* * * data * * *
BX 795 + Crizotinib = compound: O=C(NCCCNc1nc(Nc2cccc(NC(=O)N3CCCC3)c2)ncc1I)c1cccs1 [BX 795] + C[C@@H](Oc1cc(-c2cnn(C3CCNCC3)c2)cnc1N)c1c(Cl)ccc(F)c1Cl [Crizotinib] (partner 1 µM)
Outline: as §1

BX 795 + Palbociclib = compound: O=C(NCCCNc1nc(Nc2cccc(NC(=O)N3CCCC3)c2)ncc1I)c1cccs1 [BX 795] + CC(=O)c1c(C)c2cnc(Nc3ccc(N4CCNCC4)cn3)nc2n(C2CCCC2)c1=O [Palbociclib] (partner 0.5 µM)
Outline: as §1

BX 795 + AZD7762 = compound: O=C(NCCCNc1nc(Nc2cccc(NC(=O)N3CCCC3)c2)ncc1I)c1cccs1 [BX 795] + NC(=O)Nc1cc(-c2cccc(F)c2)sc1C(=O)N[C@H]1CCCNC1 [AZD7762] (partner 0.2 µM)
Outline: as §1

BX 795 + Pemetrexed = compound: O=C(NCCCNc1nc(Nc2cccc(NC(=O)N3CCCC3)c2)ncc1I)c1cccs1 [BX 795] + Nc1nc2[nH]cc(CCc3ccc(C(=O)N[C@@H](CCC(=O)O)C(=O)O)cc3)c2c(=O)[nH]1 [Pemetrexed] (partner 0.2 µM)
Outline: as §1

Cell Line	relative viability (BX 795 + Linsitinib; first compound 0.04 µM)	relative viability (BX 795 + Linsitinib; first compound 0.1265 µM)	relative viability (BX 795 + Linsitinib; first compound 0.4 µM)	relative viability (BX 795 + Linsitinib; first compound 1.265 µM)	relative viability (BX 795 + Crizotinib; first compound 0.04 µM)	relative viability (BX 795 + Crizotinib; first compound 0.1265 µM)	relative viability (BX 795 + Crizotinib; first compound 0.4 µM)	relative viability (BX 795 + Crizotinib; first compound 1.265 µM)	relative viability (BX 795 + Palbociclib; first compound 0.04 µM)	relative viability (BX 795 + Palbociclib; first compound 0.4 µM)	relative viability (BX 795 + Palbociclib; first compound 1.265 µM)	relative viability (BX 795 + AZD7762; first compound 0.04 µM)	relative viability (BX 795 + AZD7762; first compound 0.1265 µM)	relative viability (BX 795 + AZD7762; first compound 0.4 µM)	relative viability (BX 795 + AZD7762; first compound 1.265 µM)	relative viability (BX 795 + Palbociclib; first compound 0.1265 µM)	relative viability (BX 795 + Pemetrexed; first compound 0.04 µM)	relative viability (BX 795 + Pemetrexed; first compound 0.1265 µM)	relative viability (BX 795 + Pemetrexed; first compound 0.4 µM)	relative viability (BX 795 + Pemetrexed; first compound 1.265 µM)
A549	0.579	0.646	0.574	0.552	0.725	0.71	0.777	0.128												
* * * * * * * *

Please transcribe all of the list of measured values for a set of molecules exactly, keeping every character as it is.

BX 795 + Crizotinib = compound: O=C(NCCCNc1nc(Nc2cccc(NC(=O)N3CCCC3)c2)ncc1I)c1cccs1 [BX 795] + C[C@@H](Oc1cc(-c2cnn(C3CCNCC3)c2)cnc1N)c1c(Cl)ccc(F)c1Cl [Crizotinib] (partner 1 µM)
Outline: as §1

BX 795 + Palbociclib = compound: O=C(NCCCNc1nc(Nc2cccc(NC(=O)N3CCCC3)c2)ncc1I)c1cccs1 [BX 795] + CC(=O)c1c(C)c2cnc(Nc3ccc(N4CCNCC4)cn3)nc2n(C2CCCC2)c1=O [Palbociclib] (partner 0.5 µM)
Outline: as §1

BX 795 + AZD7762 = compound: O=C(NCCCNc1nc(Nc2cccc(NC(=O)N3CCCC3)c2)ncc1I)c1cccs1 [BX 795] + NC(=O)Nc1cc(-c2cccc(F)c2)sc1C(=O)N[C@H]1CCCNC1 [AZD7762] (partner 0.2 µM)
Outline: as §1

BX 795 + Pemetrexed = compound: O=C(NCCCNc1nc(Nc2cccc(NC(=O)N3CCCC3)c2)ncc1I)c1cccs1 [BX 795] + Nc1nc2[nH]cc(CCc3ccc(C(=O)N[C@@H](CCC(=O)O)C(=O)O)cc3)c2c(=O)[nH]1 [Pemetrexed] (partner 0.2 µM)
Outline: as §1

Cell Line	relative viability (BX 795 + Linsitinib; first compound 0.04 µM)	relative viability (BX 795 + Linsitinib; first compound 0.1265 µM)	relative viability (BX 795 + Linsitinib; first compound 0.4 µM)	relative viability (BX 795 + Linsitinib; first compound 1.265 µM)	relative viability (BX 795 + Crizotinib; first compound 0.04 µM)	relative viability (BX 795 + Crizotinib; first compound 0.1265 µM)	relative viability (BX 795 + Crizotinib; first compound 0.4 µM)	relative viability (BX 795 + Crizotinib; first compound 1.265 µM)	relative viability (BX 795 + Palbociclib; first compound 0.04 µM)	relative viability (BX 795 + Palbociclib; first compound 0.4 µM)	relative viability (BX 795 + Palbociclib; first compound 1.265 µM)	relative viability (BX 795 + AZD7762; first compound 0.04 µM)	relative viability (BX 795 + AZD7762; first compound 0.1265 µM)	relative viability (BX 795 + AZD7762; first compound 0.4 µM)	relative viability (BX 795 + AZD7762; first compound 1.265 µM)	relative viability (BX 795 + Palbociclib; first compound 0.1265 µM)	relative viability (BX 795 + Pemetrexed; first compound 0.04 µM)	relative viability (BX 795 + Pemetrexed; first compound 0.1265 µM)	relative viability (BX 795 + Pemetrexed; first compound 0.4 µM)	relative viability (BX 795 + Pemetrexed; first compound 1.265 µM)
A549	0.579	0.646	0.574	0.552	0.725	0.71	0.777	0.128												